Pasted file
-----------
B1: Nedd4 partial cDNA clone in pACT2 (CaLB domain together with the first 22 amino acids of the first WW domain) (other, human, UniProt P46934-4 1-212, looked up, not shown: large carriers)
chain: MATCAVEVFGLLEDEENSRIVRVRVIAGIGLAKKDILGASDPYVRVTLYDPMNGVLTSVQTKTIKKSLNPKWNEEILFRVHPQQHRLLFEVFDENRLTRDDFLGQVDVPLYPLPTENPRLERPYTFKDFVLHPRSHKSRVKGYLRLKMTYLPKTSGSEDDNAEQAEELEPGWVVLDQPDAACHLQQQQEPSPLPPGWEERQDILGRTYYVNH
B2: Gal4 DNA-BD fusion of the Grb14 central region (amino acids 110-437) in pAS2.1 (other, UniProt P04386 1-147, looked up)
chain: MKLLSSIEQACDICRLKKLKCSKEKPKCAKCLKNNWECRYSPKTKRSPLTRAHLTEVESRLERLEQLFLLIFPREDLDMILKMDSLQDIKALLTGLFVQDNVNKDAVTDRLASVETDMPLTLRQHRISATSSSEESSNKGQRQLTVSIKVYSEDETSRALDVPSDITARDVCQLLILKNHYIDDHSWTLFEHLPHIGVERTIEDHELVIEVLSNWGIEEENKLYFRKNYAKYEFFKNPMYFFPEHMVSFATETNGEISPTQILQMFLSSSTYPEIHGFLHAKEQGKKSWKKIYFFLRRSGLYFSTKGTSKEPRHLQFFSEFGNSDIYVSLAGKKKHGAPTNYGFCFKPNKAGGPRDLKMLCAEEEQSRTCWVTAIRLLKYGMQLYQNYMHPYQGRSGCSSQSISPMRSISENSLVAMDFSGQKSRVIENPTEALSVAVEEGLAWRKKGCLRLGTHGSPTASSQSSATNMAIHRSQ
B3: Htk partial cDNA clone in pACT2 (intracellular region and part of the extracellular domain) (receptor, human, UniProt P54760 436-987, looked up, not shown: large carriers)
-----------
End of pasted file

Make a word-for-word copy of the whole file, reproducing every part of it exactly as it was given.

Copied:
B1: Nedd4 partial cDNA clone in pACT2 (CaLB domain together with the first 22 amino acids of the first WW domain) (other, human, UniProt P46934-4 1-212, looked up, not shown: large carriers)
chain: MATCAVEVFGLLEDEENSRIVRVRVIAGIGLAKKDILGASDPYVRVTLYDPMNGVLTSVQTKTIKKSLNPKWNEEILFRVHPQQHRLLFEVFDENRLTRDDFLGQVDVPLYPLPTENPRLERPYTFKDFVLHPRSHKSRVKGYLRLKMTYLPKTSGSEDDNAEQAEELEPGWVVLDQPDAACHLQQQQEPSPLPPGWEERQDILGRTYYVNH
B2: Gal4 DNA-BD fusion of the Grb14 central region (amino acids 110-437) in pAS2.1 (other, UniProt P04386 1-147, looked up)
chain: MKLLSSIEQACDICRLKKLKCSKEKPKCAKCLKNNWECRYSPKTKRSPLTRAHLTEVESRLERLEQLFLLIFPREDLDMILKMDSLQDIKALLTGLFVQDNVNKDAVTDRLASVETDMPLTLRQHRISATSSSEESSNKGQRQLTVSIKVYSEDETSRALDVPSDITARDVCQLLILKNHYIDDHSWTLFEHLPHIGVERTIEDHELVIEVLSNWGIEEENKLYFRKNYAKYEFFKNPMYFFPEHMVSFATETNGEISPTQILQMFLSSSTYPEIHGFLHAKEQGKKSWKKIYFFLRRSGLYFSTKGTSKEPRHLQFFSEFGNSDIYVSLAGKKKHGAPTNYGFCFKPNKAGGPRDLKMLCAEEEQSRTCWVTAIRLLKYGMQLYQNYMHPYQGRSGCSSQSISPMRSISENSLVAMDFSGQKSRVIENPTEALSVAVEEGLAWRKKGCLRLGTHGSPTASSQSSATNMAIHRSQ
B3: Htk partial cDNA clone in pACT2 (intracellular region and part of the extracellular domain) (receptor, human, UniProt P54760 436-987, looked up, not shown: large carriers)